Not many notes on the 63-64 season save for a mention of two great goals by Derek Kevan against Huddesfield in a 5-2 win in November. He followed this up with two more in my next game at Maine Road - a 8-1 win against Scunthorpe on Boxing Day - Gray and Murray with hat-tricks being the other scorers. We finished 6th in Div 2 and attendances were dropping dramatically I watched the 1 nil win against Middlesbrough in March along with just over 8,050 others.
The next season again tested City support. I find it difficult to believe that the highest attendance at the 15 games I watched at Maine Road were at the opening home games against Leyton Orient (6-0) and against Bolton (2-4 ) both just under 22,000 and there were three below 10,000 - including the record for the very lowest for a league game - 8,015 against Swindon (1-2) in January. As this followed a miserable 1-1 draw at home in the cup against Shrewsbury ( we lost the replay) things were at a low ebb for City supporters. My only other note was the debut at the Bolton game of someone called Ogden at centre forward - obviously a good candidate for - 'where are they now' !
We had a new manager at the start of the 65-66 season - Joe Mercer and he brought with him an up and coming coach - Malcolm Allison. Things were about to change and how! The opening home game against Wolves drew a welcome 26,000 and the 2-1 win was notable for the debut of a winger by the name of Summerbee - it may ring a bell!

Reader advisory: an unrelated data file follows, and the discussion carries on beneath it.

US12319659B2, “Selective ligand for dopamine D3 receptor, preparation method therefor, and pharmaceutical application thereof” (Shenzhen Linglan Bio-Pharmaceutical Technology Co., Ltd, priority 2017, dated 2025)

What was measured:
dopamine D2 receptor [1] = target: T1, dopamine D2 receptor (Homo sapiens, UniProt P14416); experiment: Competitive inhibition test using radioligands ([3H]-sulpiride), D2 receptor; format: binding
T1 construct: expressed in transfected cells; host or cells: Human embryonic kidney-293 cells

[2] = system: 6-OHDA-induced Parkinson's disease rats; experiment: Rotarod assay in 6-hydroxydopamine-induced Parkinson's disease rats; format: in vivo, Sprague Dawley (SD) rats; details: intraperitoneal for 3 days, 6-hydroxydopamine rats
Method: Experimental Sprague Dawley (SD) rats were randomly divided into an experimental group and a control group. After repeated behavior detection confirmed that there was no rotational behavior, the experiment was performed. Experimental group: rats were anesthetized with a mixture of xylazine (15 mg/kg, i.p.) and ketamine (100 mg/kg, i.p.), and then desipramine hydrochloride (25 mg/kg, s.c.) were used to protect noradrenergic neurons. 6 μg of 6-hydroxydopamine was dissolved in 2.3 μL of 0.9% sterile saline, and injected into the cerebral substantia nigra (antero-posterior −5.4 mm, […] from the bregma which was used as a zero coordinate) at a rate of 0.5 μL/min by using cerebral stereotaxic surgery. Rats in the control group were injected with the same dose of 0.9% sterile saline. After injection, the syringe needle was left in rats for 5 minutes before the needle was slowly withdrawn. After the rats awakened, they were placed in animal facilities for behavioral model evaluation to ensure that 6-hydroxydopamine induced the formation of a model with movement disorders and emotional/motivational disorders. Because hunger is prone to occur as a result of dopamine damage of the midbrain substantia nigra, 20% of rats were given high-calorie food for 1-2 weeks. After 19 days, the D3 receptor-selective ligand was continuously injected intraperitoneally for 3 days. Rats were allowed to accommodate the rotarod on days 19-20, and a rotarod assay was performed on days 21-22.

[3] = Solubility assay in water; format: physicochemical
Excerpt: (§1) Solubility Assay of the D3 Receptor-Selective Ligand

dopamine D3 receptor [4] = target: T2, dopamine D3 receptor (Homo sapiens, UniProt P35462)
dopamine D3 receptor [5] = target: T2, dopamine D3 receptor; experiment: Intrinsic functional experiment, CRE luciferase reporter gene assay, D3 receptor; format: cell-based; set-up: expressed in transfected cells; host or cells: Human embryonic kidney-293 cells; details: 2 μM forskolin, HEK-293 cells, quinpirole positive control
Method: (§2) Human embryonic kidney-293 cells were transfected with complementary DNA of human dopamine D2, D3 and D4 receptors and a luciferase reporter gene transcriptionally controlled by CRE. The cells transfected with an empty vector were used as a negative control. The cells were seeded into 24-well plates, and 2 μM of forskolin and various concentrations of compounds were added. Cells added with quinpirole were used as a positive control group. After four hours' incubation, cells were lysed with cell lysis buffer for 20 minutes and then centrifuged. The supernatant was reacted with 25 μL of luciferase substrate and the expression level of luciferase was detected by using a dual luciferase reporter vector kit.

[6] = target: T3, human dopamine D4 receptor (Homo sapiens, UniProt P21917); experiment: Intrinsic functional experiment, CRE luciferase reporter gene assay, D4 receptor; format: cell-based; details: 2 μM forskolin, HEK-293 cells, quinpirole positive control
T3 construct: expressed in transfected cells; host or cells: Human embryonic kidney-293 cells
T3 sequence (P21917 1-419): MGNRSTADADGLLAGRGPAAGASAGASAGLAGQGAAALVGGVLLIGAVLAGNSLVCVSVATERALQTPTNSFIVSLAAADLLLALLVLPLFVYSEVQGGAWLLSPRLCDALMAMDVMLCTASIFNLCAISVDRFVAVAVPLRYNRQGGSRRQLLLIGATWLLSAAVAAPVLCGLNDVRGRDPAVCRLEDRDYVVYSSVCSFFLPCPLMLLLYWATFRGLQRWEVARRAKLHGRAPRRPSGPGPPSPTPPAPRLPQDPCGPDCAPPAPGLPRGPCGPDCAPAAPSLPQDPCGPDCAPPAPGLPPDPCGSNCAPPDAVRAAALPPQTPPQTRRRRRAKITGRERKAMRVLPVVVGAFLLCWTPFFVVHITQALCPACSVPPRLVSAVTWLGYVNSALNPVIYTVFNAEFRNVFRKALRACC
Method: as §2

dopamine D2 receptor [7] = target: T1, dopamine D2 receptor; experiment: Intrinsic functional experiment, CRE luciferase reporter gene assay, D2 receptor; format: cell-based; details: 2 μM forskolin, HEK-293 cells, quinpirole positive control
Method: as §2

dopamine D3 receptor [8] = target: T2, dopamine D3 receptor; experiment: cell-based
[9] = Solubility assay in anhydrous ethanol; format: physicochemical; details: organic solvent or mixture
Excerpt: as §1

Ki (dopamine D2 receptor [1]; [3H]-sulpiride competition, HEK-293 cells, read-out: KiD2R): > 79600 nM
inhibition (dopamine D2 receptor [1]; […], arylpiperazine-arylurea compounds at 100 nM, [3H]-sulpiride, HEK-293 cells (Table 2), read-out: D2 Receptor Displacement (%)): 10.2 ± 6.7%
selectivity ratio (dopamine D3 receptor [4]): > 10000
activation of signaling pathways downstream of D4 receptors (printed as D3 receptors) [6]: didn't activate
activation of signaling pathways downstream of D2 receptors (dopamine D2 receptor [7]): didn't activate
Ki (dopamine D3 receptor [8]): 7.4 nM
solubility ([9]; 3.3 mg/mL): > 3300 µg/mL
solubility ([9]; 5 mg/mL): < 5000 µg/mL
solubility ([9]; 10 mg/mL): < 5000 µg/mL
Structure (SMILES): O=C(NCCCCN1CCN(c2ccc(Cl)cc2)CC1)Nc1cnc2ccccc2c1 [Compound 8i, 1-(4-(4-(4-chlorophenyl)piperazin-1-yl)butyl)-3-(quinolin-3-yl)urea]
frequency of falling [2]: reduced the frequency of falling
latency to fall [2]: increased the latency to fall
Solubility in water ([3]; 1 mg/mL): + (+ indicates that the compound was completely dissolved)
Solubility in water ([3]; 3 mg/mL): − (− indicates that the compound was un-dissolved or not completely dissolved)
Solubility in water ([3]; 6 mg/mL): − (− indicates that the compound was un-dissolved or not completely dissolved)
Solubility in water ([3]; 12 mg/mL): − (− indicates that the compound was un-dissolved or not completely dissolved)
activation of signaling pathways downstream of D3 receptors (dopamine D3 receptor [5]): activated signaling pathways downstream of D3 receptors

In early September City had a home game against Norwich abandoned at half time - rain again if my memory serves me correctly.By the time the replayed game ended in a goalless draw at the end of October City were at the top of the Second Division and we even beat Moscow Dynamo 2-0 in a friendly in early December. Attendance's struggled to get above 30,000 though 47,000 did turn up on New Years Day for the 2-0 win against Huddesfield. We had a good run in the Cup reaching the 6th round. I saw the home games against Grimsby (2-0) and Leicester (2-2) 56,000 watching the latter game. City drew Everton in Round 6 and I went to both the home game ( 64,000) and at Goodison. Not a goal was scored after 210 minutes of play - no penalties in those days! Alas City lost the third game 2-0 at Molineaux. I traveled to that one as well. In early April Colin Bell -signed from Bury made his home debut against Plymouth in a 1-1 draw - only 24,000 watching that day. City ended up champions that season and a typical City side was Dowd: Kennedy, Sear or Bacuzzi: Doyle, Heslop, Oakes: Summerbee, Crossan, Pardoe, Connor and Young. Pardoe who was a regular, figured at centre forward, right half, left wing, inside left, and outside right. Bell became a regular after his debut.
The World Cup took place that summer in England and the North West was the base for Portugal, Hungary and Bulgaria .I watched several games the best of which was the 3-1 win of Hungary over Brazil ( without Pele) at Goodison Park. Albert, Bene and Farkas being the best players. No games at Maine Road alas.